Monday, 14 July 2014
UK economics curriculum: an open reply to the QAA
To: The Quality Assurance Agency for Higher Education
15th July 2014 (revised 31 July)
Thank you for the opportunity to suggest further changes to the QAA subject benchmark statement in economics (SBSE). I think the draft needs significant further work for four reasons: repetition; insufficient critical and open thinking; insufficient pluralism; and a need to re-prioritise to reflect employer surveys.
The SBSE could merge sections 4. 'subject knowledge and understanding' and 5. 'subject specific skills and other skills'. Finance and accounting (QAA, 2007) have a single section 3. 'subject specific knowledge and skills'.
There is wording in the both finance and accounting that emphasises critical and open thinking: 'a capacity for the critical evaluation of arguments and evidence'; 'the ability to analyse... unstructured problems' as well as an emphasis on presentation, communication and information technology skills. The SBSE could use similar wording.
The main thrust of the document is 'to abstract and simplify' (2.5) and 'the study of factors that influence income, wealth and well-being'. It could instead emphasise 'the empirical grounding of the subject; being question motivated not tool motivated; and address issues such as growth, distribution and the environment' (personal notes from QAA meeting). The need to discuss the purpose of economics was made in the original INET curriculum proposal (Skidelsky, 2011). For example, topics that come up with student groups include climate change, inequality, unemployment, banking, power, gender, profit retention and tax avoidance.
A lack of theoretical pluralism is apparent in section 4.1 'a coherent core of economic principles' and 5.4 'key concepts'. The SBSE could use similar wording to the finance statement section 2: 'study pursued from a variety of perspectives, including but not restricted to, the behavioural, ethical, economic, sustainable and statistical/mathematical'.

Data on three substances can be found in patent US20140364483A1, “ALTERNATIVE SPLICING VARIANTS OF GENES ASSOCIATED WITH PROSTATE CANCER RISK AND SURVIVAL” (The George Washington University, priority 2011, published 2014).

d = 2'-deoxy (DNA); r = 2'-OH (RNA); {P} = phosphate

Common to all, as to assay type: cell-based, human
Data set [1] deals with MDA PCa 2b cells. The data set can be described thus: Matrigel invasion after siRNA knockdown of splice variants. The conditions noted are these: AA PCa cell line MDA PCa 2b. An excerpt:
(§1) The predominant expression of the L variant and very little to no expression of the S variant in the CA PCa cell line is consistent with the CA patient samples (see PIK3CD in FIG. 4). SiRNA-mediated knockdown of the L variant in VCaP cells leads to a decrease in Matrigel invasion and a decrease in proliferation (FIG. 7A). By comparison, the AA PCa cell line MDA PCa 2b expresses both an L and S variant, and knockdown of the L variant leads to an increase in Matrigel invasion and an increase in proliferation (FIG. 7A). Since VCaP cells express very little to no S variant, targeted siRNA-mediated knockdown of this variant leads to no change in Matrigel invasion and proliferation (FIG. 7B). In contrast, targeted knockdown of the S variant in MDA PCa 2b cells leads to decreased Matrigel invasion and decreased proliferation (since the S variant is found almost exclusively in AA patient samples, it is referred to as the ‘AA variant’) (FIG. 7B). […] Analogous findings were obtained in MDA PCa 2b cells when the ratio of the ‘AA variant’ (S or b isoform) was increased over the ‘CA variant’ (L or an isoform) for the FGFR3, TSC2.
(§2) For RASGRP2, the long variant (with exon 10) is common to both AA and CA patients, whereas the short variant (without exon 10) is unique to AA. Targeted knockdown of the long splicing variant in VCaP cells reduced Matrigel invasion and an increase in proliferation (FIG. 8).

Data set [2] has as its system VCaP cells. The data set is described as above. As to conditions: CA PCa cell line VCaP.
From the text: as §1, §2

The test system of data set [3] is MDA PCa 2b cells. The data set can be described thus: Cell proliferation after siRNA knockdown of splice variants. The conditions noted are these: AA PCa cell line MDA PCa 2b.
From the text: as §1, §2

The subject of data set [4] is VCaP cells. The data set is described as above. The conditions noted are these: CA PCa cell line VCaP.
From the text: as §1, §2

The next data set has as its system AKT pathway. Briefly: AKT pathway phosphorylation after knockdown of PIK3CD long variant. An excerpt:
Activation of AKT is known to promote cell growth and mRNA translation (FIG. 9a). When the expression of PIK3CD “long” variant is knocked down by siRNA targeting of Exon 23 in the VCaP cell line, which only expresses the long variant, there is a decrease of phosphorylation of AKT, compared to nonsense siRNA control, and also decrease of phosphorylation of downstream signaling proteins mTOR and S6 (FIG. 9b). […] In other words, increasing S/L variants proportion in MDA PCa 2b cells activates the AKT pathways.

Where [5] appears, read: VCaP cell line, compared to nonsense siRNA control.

Please note my surprise that finance and employment are considered to be 'static analyses'.
In my view, sections 2.5, 4.3, 5.4, 5.6 and 7 confuse the priorities given in the employer surveys:
The Economics Network Survey of 2012 places 'communication of economic ideas' and 'analysis of economic, business and social issues' ahead of 'abstraction' and lists 'social costs and benefits' as the most important subject-specific knowledge.
The SBE Survey of 2013 prioritised data manipulation, money and banking, financial economics, economic history, cost-benefit analysis, competition, behavioural economics, history of economic thought and financial history. These were ahead of advanced mathematics and mathematical packages. These priorities are either missing, or inconsistent, in these overlapping sections.
Where the committee have proposed changes I support these: the new bullet on 'historic and policy contexts in which specific economic analysis is applied'; engagement with finance, ethics, philosophy and international relations; a new bullet to communicate with 'non-specialists/non-economists'; brief mention of case studies; removal of the word 'scarcity' and inclusion of the words 'phenomena', sectors' and the 'pluralist perspectives/interdisciplinary synthesis' mentioned earlier.
Can you note my disappointment that it took so long to circulate the draft after the 18th March committee: as a result, even these minor revisions will not be available for the 2014-15 academic year.
Thank you for agreeing to widen the consultation to 'gather a full range of perspectives'. I hope that this will include academic groups (WINIR, PKSG, AHE and so on) as well as student groups (PCES, Rethinking Economics, CSEP, GURWES and so on) and other employers (in finance, consultancy and non-profit).
With best regards,
Summary of comments from other committee members
1. The statement needs rewriting to show how economics has changed since the crisis, to encourage a more pluralist approach to teaching, and to encourage critical inquiry by students.
2. The statement needs to include economic and financial history, behavioural economics, real world case studies, banking, and the skills and topics prioritised by employers.
Economics Network. (2012). Economics Graduates’ Skills and Employability.
SBE Survey. (2013). Teaching Economics after the Crisis: The Results of the Society of Business Economists’ Members’ Survey of January 2013. Available from Society of Business Economists.
QAA. (2007). Finance. http://www.qaa.ac.uk/en/Publications/Documents/Subject-benchmark-statement-Finance.pdf
QAA (2007). Accounting. http://www.qaa.ac.uk/en/Publications/Documents/Subject-benchmark-statement-Accounting.pdf
Skidelsky, R. et al. (2011). Three year economics undergraduate curriculum. http://ineteconomics.org/sites/inet.civicactions.net/files/INET_undergrad_economics_curriculum_UK.pdf
Posted by Neil Lancastle